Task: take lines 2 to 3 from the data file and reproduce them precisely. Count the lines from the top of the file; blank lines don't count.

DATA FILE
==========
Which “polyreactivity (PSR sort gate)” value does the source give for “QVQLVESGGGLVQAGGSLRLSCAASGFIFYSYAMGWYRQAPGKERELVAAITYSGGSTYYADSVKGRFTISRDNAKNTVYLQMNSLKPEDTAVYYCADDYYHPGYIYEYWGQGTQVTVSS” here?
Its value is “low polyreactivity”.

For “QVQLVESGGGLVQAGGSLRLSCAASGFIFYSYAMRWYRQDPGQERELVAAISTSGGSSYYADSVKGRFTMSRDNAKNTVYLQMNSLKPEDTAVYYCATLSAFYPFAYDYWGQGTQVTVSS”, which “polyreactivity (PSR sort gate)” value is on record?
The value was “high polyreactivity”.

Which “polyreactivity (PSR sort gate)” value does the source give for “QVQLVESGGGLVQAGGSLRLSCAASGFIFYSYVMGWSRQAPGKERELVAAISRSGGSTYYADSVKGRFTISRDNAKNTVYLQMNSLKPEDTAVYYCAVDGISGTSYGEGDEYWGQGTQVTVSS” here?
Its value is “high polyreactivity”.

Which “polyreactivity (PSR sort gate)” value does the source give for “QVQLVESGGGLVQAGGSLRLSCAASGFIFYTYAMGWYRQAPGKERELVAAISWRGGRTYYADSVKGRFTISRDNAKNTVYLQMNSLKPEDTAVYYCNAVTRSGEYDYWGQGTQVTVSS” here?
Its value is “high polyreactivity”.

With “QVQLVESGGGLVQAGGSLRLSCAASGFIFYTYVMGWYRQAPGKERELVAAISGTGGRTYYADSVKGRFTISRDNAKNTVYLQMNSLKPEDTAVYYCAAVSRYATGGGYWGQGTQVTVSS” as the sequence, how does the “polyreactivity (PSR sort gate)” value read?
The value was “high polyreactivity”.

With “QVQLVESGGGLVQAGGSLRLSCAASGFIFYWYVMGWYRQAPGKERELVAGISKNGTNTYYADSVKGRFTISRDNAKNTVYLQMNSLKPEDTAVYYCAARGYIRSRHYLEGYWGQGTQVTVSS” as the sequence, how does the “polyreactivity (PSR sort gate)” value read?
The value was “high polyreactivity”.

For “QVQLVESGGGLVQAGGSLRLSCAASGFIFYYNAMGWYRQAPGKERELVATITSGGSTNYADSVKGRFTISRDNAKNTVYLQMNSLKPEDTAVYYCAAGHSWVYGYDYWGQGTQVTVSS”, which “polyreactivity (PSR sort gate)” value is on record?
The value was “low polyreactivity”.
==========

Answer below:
Its value is “low polyreactivity”.

For “QVQLVESGGGLVQAGGSLRLSCAASGFIFYSYAMRWYRQDPGQERELVAAISTSGGSSYYADSVKGRFTMSRDNAKNTVYLQMNSLKPEDTAVYYCATLSAFYPFAYDYWGQGTQVTVSS”, which “polyreactivity (PSR sort gate)” value is on record?